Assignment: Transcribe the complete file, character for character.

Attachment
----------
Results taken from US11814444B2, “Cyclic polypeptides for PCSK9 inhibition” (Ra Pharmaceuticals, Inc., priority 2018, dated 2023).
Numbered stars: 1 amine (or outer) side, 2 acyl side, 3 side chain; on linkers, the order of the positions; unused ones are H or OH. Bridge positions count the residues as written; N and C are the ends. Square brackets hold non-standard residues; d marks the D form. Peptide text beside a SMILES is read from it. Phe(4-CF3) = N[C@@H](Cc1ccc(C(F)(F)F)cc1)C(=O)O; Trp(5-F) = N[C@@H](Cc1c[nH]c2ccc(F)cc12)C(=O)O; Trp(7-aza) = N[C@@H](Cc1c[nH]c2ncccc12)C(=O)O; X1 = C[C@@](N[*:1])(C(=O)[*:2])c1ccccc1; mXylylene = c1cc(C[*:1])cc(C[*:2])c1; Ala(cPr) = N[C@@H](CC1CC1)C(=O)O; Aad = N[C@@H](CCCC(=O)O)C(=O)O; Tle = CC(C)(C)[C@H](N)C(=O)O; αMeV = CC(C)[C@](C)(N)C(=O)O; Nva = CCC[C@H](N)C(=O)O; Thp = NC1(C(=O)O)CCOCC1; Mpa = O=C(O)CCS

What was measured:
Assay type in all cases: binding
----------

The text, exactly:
Results taken from US11814444B2, “Cyclic polypeptides for PCSK9 inhibition” (Ra Pharmaceuticals, Inc., priority 2018, dated 2023).
Numbered stars: 1 amine (or outer) side, 2 acyl side, 3 side chain; on linkers, the order of the positions; unused ones are H or OH. Bridge positions count the residues as written; N and C are the ends. Square brackets hold non-standard residues; d marks the D form. Peptide text beside a SMILES is read from it. Phe(4-CF3) = N[C@@H](Cc1ccc(C(F)(F)F)cc1)C(=O)O; Trp(5-F) = N[C@@H](Cc1c[nH]c2ccc(F)cc12)C(=O)O; Trp(7-aza) = N[C@@H](Cc1c[nH]c2ncccc12)C(=O)O; X1 = C[C@@](N[*:1])(C(=O)[*:2])c1ccccc1; mXylylene = c1cc(C[*:1])cc(C[*:2])c1; Ala(cPr) = N[C@@H](CC1CC1)C(=O)O; Aad = N[C@@H](CCCC(=O)O)C(=O)O; Tle = CC(C)(C)[C@H](N)C(=O)O; αMeV = CC(C)[C@](C)(N)C(=O)O; Nva = CCC[C@H](N)C(=O)O; Thp = NC1(C(=O)O)CCOCC1; Mpa = O=C(O)CCS

What was measured:
Assay type in all cases: binding